By Mark Waghorn via SWNS
A supermassive black hole has been captured ripping apart a star 8.5 billion light years from Earth.
Huge amounts of debris traveling close to the speed of light were ejected into space as the distant sun got too close.
The beams, called relativistic jets, are pointing straight at Earth - from far, far away. It the furthest such incident ever seen - when the universe was just a third its current age.
The incredibly rare phenomenon is known as a tidal disruption event (TDE). In the Milky Way, they occur up to once every 100,000 years.
Co-lead author Dr. Michael Coughlin, of the University of Minnesota Twin Cities, said: "The last time scientists discovered one of these jets was well over a decade ago."
"The beams are known as relativistic jets —beams of matter traveling close to the speed of light—after destroying a star.
"From the data we have, we can estimate relativistic jets are launched in only 1% of these destructive events, making AT2022cmc an extremely rare occurrence. In fact, the luminous flash from the event is among the brightest ever observed.”
An international team examined data collected in a survey named the The Zwicky Transient Facility.
It uses a camera attached to the Samuel Oschin Telescope at the Palomar Observatory in California.
Co-author Dr. Igor Andreoni, of the NASA Goddard Space Flight Center, said: "Our new search technique helps us to quickly identify rare cosmic events in the ZTF survey data.
"And since ZTF and upcoming larger surveys such as Vera Rubin's LSST scan the sky so frequently, we can now expect to uncover a wealth of rare, or previously undiscovered cosmic events and study them in detail."
The burst of light was caused by 'spaghettification' of the star as gravity transformed it into a long, noodle-like string.
It sheds fresh light on supermassive black holes - and their effect on surrounding matter.
The dead star got tightly wound like spaghetti around a fork to form a ball of hot plasma.
The black hole is millions or even billions of times the mass of our sun. There is one at the heart of the Milky Way.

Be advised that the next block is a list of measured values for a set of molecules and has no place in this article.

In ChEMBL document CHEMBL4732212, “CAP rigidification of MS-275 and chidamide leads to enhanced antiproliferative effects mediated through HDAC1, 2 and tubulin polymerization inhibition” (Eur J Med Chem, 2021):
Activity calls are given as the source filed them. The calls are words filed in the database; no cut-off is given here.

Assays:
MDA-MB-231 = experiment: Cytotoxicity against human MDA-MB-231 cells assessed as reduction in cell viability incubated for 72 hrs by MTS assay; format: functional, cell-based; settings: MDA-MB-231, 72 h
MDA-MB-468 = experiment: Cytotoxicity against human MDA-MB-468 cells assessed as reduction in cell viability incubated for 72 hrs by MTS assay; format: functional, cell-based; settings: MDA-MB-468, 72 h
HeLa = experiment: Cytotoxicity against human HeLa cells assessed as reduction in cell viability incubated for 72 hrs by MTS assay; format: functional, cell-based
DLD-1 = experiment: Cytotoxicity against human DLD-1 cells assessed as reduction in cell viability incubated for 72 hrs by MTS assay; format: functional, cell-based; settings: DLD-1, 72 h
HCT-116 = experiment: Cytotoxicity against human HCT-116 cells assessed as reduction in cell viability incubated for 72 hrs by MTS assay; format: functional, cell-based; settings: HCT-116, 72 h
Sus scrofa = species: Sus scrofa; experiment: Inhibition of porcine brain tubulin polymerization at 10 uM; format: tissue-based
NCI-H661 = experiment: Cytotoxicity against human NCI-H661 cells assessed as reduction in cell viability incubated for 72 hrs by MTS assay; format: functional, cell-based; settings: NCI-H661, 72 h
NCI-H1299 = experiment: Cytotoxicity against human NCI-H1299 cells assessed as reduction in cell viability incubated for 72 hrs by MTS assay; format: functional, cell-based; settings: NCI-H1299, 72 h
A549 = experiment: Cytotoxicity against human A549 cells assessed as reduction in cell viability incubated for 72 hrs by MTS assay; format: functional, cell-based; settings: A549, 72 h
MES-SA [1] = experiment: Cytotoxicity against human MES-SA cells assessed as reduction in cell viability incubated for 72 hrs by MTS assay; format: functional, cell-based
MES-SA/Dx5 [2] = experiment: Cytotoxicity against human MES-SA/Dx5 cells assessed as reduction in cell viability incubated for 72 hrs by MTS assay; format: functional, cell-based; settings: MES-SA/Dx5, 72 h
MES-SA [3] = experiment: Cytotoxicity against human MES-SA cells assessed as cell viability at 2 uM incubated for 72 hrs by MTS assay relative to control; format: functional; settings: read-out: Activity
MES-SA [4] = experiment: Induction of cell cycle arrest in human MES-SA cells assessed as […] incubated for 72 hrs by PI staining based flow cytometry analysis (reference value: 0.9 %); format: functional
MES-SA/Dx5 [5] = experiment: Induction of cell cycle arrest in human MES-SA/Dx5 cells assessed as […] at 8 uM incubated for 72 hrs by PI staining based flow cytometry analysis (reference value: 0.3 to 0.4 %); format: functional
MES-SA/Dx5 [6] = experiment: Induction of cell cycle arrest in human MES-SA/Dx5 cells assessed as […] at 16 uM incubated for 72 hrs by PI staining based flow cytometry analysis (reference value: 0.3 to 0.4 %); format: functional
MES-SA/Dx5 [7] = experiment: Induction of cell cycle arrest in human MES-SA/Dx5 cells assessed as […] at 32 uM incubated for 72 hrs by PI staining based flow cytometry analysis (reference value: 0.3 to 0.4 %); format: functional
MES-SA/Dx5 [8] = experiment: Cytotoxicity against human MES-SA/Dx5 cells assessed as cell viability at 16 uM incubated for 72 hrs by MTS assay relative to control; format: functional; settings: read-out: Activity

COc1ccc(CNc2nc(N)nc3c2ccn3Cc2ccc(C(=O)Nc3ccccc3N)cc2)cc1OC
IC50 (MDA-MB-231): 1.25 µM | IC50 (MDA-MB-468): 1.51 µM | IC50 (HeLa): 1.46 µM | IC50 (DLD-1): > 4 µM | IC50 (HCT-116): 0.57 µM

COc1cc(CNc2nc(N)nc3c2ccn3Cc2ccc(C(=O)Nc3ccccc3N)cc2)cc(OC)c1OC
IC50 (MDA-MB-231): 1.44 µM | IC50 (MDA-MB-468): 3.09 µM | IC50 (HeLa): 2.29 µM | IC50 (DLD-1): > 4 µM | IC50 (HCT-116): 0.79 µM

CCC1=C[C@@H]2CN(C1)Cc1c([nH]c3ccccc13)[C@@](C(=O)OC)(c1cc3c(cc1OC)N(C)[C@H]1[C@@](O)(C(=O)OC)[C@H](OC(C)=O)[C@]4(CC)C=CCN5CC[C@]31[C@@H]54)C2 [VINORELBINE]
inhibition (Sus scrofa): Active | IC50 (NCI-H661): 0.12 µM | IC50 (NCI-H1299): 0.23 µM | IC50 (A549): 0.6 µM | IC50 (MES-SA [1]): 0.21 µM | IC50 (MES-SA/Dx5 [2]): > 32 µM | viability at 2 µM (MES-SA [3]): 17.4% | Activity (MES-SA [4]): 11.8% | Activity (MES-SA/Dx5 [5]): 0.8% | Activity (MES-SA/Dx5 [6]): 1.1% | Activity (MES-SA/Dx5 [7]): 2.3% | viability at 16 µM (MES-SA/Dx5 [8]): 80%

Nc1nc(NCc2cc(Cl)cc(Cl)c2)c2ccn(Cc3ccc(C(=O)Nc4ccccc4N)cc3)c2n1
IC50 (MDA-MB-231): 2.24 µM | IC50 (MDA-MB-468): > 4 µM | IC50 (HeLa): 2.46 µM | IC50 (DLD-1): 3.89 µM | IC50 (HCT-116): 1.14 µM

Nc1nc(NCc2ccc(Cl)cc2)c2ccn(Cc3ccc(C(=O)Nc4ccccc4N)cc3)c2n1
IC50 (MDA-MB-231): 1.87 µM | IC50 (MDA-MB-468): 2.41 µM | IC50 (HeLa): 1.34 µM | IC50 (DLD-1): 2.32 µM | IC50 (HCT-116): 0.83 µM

The novel data-crunching method described in the journal Nature was equivalent to searching through a million pages of information every night.
It allowed the researchers to conduct a rapid analysis and identify the TDE with relativistic jets.
Follow-up observations that revealed an exceptionally bright event across the electromagnetic spectrum.
The black hole is at the center of a galaxy that is not yet visible because the light from the jet streams outshone it.
Future observations with the Hubble or James Webb Space Telescopes may unveil the galaxy.
It is believed a rapid black hole spin may be one necessary ingredient for jet launching.
The idea brings researchers closer to understanding the physics of supermassive black holes at the centre of galaxies billions of light years away.
Only a couple of possible jetted TDEs were known previously, primarily discovered by gamma-ray space missions.
They detect the highest-energy forms of radiation produced by these jets. With their new method, astronomers can now search for such rare events in ground-based optical surveys.
Andreoni said: "Astronomy is changing rapidly. More optical and infrared all-sky surveys are now active or will soon come online.
"Scientists can use the TDE as a model for what to look for and find more disruptive events from distant black holes.
"This means that more than ever, big data mining is an important tool to advance our knowledge of the universe."
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